Wednesday, April 16, 2008


You would think I’d run out of things to write about on this blog, but alas, I haven’t talked about our managers of the Opera Populaire - M. Armand Moncharmin and M. Firmin Richard. The sign has been hung outside. “Opera Populaire -- Under New Management.” The retiring owner is leaving, and the new management is coming on board. For some reason that always carries with it the assumption new management means better things to come, but that may not necessarily be the case. Our new managers thought they were buying themselves into the world of the arts, but little did they know the Opera House was haunted!

What does their presence represent in the story of the Phantom of the Opera – the age old struggle of control; and it’s a struggle that many of our players are staging against one another in this story. “So it is war between us?” declares the Opera Ghost in Leroux. In the movie, the Phantom declares to Christine and Raoul, “Let it be war on you both!” Yes, it is war, everyone struggling for control of territories, hearts, and stardom.

Messrs. Moncharmin and Richard have amassed their fortune in the junk business. Oh, excuse me, I stand corrected, that’s “scrap metal.” (Apparently, that’s the politically correct term.) They have purchased the Opera House from the retiring owner, who by the way is leaving because of his health and moving to Australia. (Sounds like he couldn’t get far enough away.) No doubt, the new managers, having amassed their fortune, suggest they both had humble beginnings. Now having hit the big time, they can buy their way into society’s acceptance of the upper class, who regularly attend the performances.

On the day of their arrival, announcement of their ownership, and the introduction to the cast and crew of their new patron, the Viscount de Chagny, they are immediately greeted with two obstacles. First, our controlling Carlotta, who as we all know from my prior post possesses a bit of an attitude problem. She’s out to manipulate and control the new managers from the get-go, and they learn early to grovel, grovel, grovel in order to appease her.

Then to complicate matters, they are introduced to the Opera Ghost. The first response is that everyone is obsessed. (Okay, I admit it, I am.) The Opera Ghost drops his welcome note, and Madame Giry reads it. He has the gall to welcome them to his opera house, proceeds to outline his stipulations for their peaceful existence in his domain, which includes leaving Box 5 empty for his use, and reminds them that his salary is due.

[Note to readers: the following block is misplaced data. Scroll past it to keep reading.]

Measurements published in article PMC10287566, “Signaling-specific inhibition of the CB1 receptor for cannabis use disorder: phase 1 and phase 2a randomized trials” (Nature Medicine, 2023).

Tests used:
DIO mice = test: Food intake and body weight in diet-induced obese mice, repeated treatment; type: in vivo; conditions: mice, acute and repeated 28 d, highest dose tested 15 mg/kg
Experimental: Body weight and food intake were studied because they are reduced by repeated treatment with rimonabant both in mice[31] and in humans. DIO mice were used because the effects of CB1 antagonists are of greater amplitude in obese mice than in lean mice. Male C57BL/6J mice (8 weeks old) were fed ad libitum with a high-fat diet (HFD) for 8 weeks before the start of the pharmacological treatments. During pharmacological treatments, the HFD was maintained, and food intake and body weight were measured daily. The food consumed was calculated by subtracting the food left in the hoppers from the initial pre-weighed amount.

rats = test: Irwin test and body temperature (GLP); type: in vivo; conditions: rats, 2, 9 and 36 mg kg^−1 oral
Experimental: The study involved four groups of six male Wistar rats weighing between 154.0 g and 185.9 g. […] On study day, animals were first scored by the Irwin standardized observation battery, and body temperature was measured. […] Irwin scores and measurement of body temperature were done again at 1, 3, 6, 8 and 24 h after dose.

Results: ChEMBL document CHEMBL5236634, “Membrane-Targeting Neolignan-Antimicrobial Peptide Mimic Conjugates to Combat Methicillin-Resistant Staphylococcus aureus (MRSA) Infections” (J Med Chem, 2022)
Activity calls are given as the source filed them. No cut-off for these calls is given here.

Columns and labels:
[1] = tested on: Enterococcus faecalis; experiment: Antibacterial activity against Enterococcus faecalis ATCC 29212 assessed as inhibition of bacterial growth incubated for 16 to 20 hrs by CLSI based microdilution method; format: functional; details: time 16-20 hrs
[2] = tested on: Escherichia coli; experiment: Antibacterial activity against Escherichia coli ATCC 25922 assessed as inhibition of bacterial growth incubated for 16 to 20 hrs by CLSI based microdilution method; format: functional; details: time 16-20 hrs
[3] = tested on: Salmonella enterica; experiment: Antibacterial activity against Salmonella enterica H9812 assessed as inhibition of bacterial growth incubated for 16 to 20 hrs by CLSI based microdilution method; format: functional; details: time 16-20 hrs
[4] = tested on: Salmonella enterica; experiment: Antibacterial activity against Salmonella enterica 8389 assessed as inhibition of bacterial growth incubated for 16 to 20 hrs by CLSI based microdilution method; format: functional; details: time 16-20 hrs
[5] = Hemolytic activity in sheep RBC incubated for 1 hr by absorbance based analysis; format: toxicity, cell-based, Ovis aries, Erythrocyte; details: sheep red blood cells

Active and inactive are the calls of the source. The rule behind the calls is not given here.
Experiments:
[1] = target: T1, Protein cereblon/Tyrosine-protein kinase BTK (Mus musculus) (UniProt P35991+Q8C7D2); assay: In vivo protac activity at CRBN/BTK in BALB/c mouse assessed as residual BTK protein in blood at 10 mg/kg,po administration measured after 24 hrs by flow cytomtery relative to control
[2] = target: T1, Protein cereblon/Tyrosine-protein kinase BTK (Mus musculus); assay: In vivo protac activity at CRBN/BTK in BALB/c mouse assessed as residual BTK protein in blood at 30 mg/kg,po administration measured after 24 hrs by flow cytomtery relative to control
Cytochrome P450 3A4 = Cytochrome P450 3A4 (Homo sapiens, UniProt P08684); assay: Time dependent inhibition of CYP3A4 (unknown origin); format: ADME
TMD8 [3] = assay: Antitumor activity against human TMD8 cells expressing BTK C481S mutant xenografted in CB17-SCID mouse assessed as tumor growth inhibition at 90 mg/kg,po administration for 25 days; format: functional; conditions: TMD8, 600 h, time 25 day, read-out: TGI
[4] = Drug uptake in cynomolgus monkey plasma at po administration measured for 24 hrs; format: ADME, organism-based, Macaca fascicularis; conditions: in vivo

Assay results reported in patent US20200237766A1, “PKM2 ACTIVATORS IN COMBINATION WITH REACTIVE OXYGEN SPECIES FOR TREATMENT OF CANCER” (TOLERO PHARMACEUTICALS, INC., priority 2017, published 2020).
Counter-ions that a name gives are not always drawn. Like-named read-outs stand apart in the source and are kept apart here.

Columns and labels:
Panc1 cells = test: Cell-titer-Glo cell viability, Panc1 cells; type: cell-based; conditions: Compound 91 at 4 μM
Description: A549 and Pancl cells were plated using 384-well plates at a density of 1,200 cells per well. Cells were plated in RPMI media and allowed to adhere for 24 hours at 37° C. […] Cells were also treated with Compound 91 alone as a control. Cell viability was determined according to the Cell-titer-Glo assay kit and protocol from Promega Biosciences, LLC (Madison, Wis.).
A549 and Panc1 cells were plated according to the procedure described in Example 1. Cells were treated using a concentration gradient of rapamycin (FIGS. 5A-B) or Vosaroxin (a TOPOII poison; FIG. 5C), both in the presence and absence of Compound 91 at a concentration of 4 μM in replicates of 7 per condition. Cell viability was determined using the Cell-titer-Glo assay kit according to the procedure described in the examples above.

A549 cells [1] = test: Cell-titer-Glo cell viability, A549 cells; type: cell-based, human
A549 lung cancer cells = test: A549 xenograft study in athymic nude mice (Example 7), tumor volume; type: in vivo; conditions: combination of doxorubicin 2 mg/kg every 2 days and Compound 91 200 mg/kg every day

The stage is set – it’s war! Our Opera Populaire has become a battle ground. Control is at stake. Both have claimed the domain to be theirs, and the fight has begun. Our dear Phantom struggles to keep his reign, and the new managers struggle to reject his rule. They call him a lunatic and insane, reject his demands, refuse to pay his salary, give Box 5 to Raoul, and cast Carlotta in Miss Daae’s place. The Opera Ghost warns them of dire consequences should his orders be rejected and retribution ensues. Carlotta loses her voice, and Joseph Buquet is hanged. As far as O.G. is concerned, the managers should stay in their offices and leave the arts to him. He ultimately ruins them completely by destroying the Opera Populaire.

Of course, the entire story is laced with struggle and control. We have the managers against the Opera Ghost, the Opera Ghost against the managers, Raoul against the Phantom, the Phantom against Raoul, and Carlotta nipping at Christine’s heels. All of these characters are warring against each other for territorial possession, whether it is the Opera house, a woman’s heart, or stardom.

So whose hand do we raise and declare the winner in this war? Was it the managers? The Phantom? Christine? Carlotta? Raoul? I guess we could turn this into a modern day reality show. I’ll provide a 1-800 number for you to cast your vote. We’ll announce the winners on next week's blog.

Your obedient, but slightly wacky,
Phantom’s Student

Order Lessons From the Phantom of the Opera Here

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